Miller Helped Make Indians’ World Series Run Possible

The addition of Andrew Miller to the Cleveland Indians bullpen at the trade deadline marked a dramatic change from the normal operating procedures of the organization over the last several decades. With the club sending four minor league players to New York for Miller’s services, including prized top prospect outfielder Clint Frazier, the move came at a substantial cost to the farm system and to possible club finances in the future due to his sizable contract for a relief pitcher.

But in the end, the price the Indians paid to obtain the rights to the eleven-year pro bought the team the American League pennant and a trip to the World Series for the first time since 1997.

When the season began, the Indians bullpen was carried by Cody Allen and Bryan Shaw, just as it had been over the past several years. Complimentary pieces on the relief staff had shown various levels of effectiveness over the course of their careers, but in 2016, the bullpen was still an area of concern. The front office worked in the offseason to bring in some new arms to compete to strengthen the relief staff, but while they got contributions from the likes of new faces like Dan Otero and Joba Chamberlain, the group as a whole had not pitched as well as the club needed. Returning options like Zach McAllister and Jeff Manship filled out roles, but did not operate as shut down relievers. Shaw and Allen struggled at times, and other holes in the bullpen were filled by what felt at times like a never-ending carousel of candidates from Triple-A Columbus.

Ezra Shaw/Getty Images
Ezra Shaw/Getty Images

The arrival of the 31-year-old Miller allowed manager Terry Francona to redefine traditional reliever roles and his use of Miller in both the regular season and especially in the postseason may have altered how teams look to build bullpens in the future.

The hard-throwing left-hander had started the 2016 season as the closer for the New York Yankees with Aroldis Chapman suspended for the first 30 games of the season. He teamed with All-Star Dellin Betances to form a formidable 1-2 punch in the Bronx and over the course of the first month of the season, he went 1-0 with five saves and a perfect 0.00 ERA, striking out 15 and allowing just three hits and no walks over nine innings of work.

By the middle of May, he was back into a role in the eighth inning, earning holds in five straight appearances. He had six for the month to go with another win and a save while allowing just two earned runs in eleven and two-thirds innings. He limited opposing hitters to a .200 average and maintained a sub-1.00 WHIP while boasting an absurd 23-to-1 strikeout-to-walk ratio.

June was little different for Miller as he went 3-0 with a save and six more holds in relief while allowing three runs on six hits with two walks in 14 innings of work. He struck out 26 and held opposing batters to a .130 average for the month and was well on his way to being named to his first career All-Star team.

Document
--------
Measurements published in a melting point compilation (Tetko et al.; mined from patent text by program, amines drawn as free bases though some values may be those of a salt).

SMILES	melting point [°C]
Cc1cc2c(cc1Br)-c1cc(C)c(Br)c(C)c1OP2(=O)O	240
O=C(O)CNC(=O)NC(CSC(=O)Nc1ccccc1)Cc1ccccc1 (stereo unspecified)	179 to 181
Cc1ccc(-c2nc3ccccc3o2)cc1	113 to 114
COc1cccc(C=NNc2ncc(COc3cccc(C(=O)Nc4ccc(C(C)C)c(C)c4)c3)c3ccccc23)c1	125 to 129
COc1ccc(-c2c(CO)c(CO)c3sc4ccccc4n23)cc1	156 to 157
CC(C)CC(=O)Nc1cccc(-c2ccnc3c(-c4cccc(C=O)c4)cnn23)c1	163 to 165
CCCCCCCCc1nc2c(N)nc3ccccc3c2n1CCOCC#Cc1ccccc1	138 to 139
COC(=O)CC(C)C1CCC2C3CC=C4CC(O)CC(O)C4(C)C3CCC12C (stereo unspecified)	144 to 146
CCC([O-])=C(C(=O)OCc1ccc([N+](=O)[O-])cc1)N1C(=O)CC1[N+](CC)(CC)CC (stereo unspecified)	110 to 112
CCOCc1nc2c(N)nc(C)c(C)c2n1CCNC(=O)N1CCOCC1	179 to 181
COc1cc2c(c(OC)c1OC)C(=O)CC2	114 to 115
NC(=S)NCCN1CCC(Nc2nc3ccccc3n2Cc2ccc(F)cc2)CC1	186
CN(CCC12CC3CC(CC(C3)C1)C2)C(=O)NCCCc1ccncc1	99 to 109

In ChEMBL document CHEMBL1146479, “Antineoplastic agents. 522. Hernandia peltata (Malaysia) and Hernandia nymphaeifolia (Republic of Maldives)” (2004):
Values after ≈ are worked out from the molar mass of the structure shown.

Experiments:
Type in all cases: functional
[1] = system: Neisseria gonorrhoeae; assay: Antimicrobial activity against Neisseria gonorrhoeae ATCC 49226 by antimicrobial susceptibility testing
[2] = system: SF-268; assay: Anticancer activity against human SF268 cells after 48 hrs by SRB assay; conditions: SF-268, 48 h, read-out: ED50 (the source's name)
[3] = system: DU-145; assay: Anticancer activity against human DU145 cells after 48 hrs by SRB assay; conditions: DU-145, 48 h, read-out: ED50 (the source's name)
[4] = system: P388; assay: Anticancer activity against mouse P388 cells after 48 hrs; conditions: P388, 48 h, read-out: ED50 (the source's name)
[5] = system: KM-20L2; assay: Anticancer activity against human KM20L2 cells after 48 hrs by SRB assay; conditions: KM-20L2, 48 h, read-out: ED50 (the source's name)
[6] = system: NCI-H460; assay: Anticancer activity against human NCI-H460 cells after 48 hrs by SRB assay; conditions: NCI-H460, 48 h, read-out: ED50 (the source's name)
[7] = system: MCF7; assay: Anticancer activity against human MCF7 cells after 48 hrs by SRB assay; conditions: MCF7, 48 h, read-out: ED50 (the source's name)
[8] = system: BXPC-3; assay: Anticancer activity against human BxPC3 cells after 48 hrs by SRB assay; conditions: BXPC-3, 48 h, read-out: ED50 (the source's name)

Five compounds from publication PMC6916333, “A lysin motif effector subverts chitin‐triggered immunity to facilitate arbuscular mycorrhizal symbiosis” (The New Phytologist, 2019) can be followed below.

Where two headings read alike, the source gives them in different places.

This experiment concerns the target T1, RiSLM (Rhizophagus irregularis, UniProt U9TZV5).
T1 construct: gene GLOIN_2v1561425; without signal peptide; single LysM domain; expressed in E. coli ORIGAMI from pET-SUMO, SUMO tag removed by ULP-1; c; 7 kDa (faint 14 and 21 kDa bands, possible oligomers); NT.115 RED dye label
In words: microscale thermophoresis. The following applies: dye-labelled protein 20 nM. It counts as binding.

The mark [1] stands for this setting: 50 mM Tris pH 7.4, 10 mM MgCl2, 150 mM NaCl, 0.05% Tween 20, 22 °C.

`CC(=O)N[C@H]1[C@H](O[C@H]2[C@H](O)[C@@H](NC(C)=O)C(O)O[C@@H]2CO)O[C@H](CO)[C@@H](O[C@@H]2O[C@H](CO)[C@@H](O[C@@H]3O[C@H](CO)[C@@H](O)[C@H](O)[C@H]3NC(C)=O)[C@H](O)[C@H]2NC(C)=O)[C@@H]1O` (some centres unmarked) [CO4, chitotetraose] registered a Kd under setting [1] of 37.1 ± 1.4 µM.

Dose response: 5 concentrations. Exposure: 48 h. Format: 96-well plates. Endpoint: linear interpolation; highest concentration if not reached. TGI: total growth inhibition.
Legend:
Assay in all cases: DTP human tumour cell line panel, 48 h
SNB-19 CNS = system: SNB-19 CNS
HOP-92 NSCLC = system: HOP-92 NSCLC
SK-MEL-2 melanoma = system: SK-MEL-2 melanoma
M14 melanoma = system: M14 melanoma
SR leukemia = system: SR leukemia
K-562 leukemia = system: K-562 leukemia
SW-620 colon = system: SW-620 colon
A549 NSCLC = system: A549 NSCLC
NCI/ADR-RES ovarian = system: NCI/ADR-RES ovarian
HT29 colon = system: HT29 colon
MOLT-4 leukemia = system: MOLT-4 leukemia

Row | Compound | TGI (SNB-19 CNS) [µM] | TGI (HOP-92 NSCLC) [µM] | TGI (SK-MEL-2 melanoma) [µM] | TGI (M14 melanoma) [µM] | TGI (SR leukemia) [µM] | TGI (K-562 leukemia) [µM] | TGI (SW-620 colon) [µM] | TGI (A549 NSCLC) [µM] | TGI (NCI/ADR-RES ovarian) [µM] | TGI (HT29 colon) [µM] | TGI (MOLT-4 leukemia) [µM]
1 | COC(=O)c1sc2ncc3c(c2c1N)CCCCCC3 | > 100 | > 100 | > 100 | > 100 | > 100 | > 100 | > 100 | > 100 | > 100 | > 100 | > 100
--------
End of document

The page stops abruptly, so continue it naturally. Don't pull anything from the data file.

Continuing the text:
His second outing after the All-Star Game brought an end to a 28-game streak of striking out at least one batter in an appearance. He blew his second save of the season in his next outing, but he would return to the closer’s role in New York when the club dealt Chapman to the Chicago Cubs. He concluded his Yankees career with saves in back-to-back games against Houston on July 25 and 26 before he was traded to the Indians for Frazier, left-handed pitcher Justus Sheffield, and right-handed relievers Ben Heller and J.P. Feyereisen.

Cleveland appeared settled in the back end of the bullpen with Allen in the closer’s role and Shaw in the setup role, but Miller’s presence seemed to make everyone that much stronger around him. It may have stemmed from his unconventional use, as six times in his first month as an Indian, Francona used him in multiple innings of work. While wearing multiple hats for his former skipper from the pair’s time in Boston, Miller earned a win, three saves, and four holds in 12 August outings.

By comparison while in New York with manager Joe Girardi to start the year, he was used in such a capacity just three times through his first 44 appearances. He was 6-1 with nine saves and 16 holds with a 1.39 ERA and a 0.77 WHIP in those first four months of the season for the Yankees.

Francona followed the same recipe again in the final month and two days of the regular season schedule, using Miller five more times in multiple-inning appearances. He allowed rare runs in back-to-back trips from the bullpen on September 4 and 7, but he earned a hold in the latter contest. He vultured three more wins to close out his season and tacked on five more holds. He had the trust of his new “old” manager, as the Indians were 13-1 in games that he appeared in to close out the schedule. While representing Cleveland on the diamond, Miller was 4-0 with a 1.55 ERA and a 0.55 WHIP in 26 games, earning three saves in three chances while being credited with nine holds.